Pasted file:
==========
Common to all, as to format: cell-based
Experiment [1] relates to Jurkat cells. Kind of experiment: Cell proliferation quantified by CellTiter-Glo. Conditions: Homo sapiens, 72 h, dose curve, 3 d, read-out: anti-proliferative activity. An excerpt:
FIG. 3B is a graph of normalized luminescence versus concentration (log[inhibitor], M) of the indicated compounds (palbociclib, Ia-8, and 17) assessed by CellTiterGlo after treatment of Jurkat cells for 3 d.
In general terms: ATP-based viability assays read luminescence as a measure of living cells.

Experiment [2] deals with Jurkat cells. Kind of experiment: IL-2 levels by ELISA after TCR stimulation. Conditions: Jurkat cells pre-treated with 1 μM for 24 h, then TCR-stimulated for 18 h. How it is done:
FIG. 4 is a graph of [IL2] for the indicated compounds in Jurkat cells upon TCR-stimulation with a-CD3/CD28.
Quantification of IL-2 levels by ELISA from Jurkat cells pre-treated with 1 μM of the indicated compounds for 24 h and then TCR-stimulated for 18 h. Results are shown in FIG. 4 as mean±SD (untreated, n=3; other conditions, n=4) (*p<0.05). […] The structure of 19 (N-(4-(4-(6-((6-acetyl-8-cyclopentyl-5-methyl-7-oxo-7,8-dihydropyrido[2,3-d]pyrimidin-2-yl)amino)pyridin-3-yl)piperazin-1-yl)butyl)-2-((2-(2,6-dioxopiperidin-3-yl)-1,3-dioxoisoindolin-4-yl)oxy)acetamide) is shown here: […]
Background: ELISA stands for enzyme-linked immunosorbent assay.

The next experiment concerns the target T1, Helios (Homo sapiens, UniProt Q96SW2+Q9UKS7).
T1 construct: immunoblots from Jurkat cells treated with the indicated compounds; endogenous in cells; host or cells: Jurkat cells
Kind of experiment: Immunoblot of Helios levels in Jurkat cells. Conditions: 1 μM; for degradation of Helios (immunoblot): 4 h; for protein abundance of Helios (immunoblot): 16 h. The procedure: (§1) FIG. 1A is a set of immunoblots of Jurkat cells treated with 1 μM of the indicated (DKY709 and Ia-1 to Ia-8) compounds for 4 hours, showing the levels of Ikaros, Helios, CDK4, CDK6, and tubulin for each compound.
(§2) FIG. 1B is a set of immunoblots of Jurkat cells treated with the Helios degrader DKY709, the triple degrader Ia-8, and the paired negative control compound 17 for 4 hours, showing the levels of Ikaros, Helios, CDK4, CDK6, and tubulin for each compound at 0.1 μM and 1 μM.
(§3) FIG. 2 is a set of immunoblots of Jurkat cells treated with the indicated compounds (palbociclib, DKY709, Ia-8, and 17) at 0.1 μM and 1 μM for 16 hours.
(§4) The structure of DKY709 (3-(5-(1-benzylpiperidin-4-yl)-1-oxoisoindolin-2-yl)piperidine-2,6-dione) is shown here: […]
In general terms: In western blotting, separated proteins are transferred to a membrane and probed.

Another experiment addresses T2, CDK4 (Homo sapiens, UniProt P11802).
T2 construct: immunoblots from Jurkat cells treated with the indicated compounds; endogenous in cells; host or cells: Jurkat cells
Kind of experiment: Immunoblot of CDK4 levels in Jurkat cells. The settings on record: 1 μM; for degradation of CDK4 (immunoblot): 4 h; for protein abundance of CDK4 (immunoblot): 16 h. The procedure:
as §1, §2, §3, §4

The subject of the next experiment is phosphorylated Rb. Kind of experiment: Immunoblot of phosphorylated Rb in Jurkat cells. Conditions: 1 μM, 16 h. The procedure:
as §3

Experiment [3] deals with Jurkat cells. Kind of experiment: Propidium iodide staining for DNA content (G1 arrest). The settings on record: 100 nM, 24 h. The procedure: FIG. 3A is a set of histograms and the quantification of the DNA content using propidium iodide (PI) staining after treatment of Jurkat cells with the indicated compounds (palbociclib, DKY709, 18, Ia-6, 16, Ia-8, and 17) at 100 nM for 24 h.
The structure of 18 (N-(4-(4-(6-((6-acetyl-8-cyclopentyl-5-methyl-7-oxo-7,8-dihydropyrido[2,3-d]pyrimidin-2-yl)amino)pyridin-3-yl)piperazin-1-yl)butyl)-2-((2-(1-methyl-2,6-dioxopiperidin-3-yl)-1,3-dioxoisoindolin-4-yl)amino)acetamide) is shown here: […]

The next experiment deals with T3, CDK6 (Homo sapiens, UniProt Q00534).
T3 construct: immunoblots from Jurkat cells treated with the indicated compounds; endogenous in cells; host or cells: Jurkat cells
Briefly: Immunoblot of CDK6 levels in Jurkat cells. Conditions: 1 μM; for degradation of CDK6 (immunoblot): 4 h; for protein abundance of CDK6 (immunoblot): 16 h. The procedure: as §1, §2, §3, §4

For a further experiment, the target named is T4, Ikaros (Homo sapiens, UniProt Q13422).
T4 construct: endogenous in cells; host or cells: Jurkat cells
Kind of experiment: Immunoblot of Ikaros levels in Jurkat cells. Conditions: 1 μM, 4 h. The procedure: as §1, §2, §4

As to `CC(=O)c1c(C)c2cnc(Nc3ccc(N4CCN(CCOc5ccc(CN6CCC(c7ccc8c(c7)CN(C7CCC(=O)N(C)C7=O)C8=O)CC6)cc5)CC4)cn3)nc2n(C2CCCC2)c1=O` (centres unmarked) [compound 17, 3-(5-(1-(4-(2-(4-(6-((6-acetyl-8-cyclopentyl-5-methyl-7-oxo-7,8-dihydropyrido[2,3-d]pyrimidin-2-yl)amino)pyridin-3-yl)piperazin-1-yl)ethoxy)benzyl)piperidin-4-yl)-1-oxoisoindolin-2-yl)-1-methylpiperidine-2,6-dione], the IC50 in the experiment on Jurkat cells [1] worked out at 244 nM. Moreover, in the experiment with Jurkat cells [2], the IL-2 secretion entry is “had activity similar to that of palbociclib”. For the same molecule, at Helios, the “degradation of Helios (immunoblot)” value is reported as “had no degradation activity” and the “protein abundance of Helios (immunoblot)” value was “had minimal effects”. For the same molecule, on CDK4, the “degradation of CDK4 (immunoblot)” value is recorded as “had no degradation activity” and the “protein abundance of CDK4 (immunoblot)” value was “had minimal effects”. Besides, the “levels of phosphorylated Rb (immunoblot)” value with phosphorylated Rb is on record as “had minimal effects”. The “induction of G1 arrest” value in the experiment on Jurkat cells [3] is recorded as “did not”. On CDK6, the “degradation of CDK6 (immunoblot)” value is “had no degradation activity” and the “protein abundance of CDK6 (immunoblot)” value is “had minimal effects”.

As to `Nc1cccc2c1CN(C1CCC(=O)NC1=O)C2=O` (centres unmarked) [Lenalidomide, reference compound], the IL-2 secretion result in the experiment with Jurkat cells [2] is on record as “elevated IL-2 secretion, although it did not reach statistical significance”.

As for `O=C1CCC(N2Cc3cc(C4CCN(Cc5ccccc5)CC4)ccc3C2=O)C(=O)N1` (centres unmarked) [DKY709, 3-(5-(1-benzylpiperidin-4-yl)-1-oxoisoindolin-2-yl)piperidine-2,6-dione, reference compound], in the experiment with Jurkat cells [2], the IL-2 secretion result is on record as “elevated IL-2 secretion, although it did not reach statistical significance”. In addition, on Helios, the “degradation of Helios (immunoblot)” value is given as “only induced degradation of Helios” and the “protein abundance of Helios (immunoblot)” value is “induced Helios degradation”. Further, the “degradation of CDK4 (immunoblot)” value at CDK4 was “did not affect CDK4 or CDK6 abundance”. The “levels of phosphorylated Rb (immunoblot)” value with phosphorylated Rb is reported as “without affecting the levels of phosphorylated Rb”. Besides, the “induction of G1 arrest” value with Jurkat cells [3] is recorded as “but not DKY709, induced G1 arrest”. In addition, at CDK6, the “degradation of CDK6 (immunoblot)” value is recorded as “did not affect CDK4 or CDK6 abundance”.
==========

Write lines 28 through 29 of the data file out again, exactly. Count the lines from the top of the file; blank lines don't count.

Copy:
T4 construct: endogenous in cells; host or cells: Jurkat cells
Kind of experiment: Immunoblot of Ikaros levels in Jurkat cells. Conditions: 1 μM, 4 h. The procedure: as §1, §2, §4